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Apple’s app store just suffered an epic blow in federal court

A court drawing from Epic vs. Apple
REUTERS/Vicki Behringer
Lawyers from Apple and Epic speak with Judge Yvonne Gonzalez Rogers during a weeks-long antitrust trial at federal court in Oakland, California, U.S. May 24, 2021 in this courtroom sketch.
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    A US federal judge dealt a major blow to Apple’s control over its App Store on Friday (Sept. 10) saying that the tech giant violated California law by not allowing developers to direct users to alternate sign-up and payment pages outside of Apple’s control.

    Today, developers who list their apps in Apple’s mobile app marketplace must not only use Apple’s own payment system, but are prohibited from redirecting users to sign-up or payment pages bypassing Apple’s transaction fees. Ruling for Fortnite developer Epic Games, Judge Yvonne Gonzalez Rogers found Apple had violated California’s Unfair Competition Law, issuing a permanent injunction striking down Apple’s prohibition on external sign-up pages. The case has widely been seen as a crucial battle between developers and the mobile operating systems they rely upon. It also comes at a time when antitrust regulators in the US and around the world are looking closely at the largest US tech companies.

    Apple won on all other fronts with the judge ruling that Epic breached its contract with Apple when it introduced its own payment system. Yet today’s ruling means Apple will surely lose revenue with developers who find the convenience of Apple’s system not worth its de facto tax. The company will have to change a long-held method that has previously allowed it to collect 15-30% of user payments to developers.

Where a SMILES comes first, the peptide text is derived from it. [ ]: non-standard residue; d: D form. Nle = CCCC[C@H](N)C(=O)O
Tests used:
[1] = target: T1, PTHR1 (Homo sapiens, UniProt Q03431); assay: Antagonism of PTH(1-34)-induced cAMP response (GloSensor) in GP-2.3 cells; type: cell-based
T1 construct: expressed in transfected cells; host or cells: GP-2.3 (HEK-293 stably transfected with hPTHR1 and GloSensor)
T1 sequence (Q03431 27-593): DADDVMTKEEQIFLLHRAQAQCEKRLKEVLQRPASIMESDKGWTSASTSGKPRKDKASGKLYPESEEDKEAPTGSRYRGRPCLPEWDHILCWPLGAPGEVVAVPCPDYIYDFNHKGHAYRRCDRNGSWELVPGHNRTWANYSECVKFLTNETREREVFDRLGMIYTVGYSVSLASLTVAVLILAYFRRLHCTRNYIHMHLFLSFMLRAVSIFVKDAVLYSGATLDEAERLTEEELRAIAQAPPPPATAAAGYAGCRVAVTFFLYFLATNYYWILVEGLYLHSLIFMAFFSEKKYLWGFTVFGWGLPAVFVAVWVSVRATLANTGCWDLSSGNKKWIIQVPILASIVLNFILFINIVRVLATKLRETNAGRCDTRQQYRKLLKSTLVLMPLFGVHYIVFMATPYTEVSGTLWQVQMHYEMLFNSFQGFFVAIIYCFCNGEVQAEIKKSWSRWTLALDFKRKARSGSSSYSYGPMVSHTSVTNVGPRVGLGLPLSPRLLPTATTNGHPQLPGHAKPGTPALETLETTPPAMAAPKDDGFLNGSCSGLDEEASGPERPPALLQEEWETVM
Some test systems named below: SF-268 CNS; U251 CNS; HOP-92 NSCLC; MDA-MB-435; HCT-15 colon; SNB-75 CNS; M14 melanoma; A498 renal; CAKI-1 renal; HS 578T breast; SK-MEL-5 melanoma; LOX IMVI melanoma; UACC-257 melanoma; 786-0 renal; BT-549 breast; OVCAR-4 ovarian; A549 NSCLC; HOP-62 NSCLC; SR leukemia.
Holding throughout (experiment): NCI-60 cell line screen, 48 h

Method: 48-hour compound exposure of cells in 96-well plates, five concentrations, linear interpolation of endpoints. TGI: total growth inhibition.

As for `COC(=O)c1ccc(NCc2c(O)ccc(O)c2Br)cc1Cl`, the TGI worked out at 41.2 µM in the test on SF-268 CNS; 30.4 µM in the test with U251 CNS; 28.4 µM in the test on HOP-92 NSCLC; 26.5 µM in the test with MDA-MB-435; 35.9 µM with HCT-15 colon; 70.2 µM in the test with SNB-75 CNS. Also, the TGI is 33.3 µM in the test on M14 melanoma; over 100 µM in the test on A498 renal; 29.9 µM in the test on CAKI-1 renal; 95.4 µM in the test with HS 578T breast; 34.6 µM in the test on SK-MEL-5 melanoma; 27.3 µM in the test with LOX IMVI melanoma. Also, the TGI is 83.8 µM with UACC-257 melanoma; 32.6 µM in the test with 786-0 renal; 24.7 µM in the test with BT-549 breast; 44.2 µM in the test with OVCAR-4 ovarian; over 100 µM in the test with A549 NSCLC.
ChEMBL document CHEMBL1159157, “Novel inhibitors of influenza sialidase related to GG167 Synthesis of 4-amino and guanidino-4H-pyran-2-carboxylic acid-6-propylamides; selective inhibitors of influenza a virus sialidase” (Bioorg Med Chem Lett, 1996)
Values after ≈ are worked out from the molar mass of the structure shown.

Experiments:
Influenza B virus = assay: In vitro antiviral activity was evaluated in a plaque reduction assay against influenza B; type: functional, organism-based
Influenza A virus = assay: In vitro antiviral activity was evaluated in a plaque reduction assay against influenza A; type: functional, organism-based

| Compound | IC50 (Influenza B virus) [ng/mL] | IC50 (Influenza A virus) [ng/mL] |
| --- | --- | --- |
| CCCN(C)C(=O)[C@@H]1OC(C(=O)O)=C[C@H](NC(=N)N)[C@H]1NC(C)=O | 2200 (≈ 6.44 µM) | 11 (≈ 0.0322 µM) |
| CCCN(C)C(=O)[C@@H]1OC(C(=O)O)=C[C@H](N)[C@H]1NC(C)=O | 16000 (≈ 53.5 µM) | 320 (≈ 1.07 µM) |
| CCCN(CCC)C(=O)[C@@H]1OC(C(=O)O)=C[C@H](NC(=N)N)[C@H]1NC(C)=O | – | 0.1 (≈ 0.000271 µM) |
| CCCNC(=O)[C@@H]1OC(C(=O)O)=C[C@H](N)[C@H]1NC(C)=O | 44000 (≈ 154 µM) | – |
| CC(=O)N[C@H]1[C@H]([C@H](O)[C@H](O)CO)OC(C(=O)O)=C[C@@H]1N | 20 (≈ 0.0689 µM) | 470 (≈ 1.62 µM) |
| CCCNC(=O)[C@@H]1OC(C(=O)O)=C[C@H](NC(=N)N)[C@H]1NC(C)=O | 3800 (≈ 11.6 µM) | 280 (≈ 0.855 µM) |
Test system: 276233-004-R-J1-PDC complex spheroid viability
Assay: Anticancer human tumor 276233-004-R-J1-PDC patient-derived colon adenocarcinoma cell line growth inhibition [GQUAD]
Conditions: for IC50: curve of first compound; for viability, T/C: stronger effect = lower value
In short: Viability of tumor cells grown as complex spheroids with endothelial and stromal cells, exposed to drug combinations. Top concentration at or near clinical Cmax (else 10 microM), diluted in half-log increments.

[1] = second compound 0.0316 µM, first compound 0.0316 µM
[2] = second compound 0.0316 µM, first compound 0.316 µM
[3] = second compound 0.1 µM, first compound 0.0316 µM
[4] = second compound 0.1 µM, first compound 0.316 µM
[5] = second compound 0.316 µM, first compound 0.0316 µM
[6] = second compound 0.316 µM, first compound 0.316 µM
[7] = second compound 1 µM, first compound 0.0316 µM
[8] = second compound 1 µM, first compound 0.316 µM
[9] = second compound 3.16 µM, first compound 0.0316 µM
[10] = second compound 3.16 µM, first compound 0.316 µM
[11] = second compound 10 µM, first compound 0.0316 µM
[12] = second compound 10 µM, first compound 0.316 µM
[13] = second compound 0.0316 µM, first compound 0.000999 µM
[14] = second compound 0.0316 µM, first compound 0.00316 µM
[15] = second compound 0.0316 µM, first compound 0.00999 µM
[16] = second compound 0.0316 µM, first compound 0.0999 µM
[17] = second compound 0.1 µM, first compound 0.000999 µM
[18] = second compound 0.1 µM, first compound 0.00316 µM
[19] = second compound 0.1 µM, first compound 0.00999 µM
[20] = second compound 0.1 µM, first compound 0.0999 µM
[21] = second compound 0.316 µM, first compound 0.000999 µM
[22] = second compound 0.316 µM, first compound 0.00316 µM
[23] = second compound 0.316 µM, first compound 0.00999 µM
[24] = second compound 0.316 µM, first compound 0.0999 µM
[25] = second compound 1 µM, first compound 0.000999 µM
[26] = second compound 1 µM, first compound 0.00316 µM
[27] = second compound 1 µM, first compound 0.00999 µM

This is the latest in a string of bad news for Apple. On Tuesday (Aug. 31), South Korea passed a law allowing all developers on Apple and Google’s app marketplaces to introduce their own payment system, fully bypassing Apple’s hefty cut. In Japan, Apple settled with the country’s Fair Trade Commission on Sept. 2 to allow certain streaming apps like Netflix and Spotify to redirect mobile app users to sign-up on desktop pages to skirt their cut.

    Now Netflix and Spotify will be joined by Apple. The injunction takes effect in 90 days, though the rulings could be appealed by either party.

    The outcome could have been much worse for Apple. The judge ruled that Epic Games breached its contract with Apple by introducing its own payment system and Epic will have to pay more than $12 million to Apple. And Epic failed to convince the judge that Apple’s app store was a market over which the tech giant enjoyed an unfettered illegal monopoly. The judge said she could not determine that Apple was a monopolist under current law.

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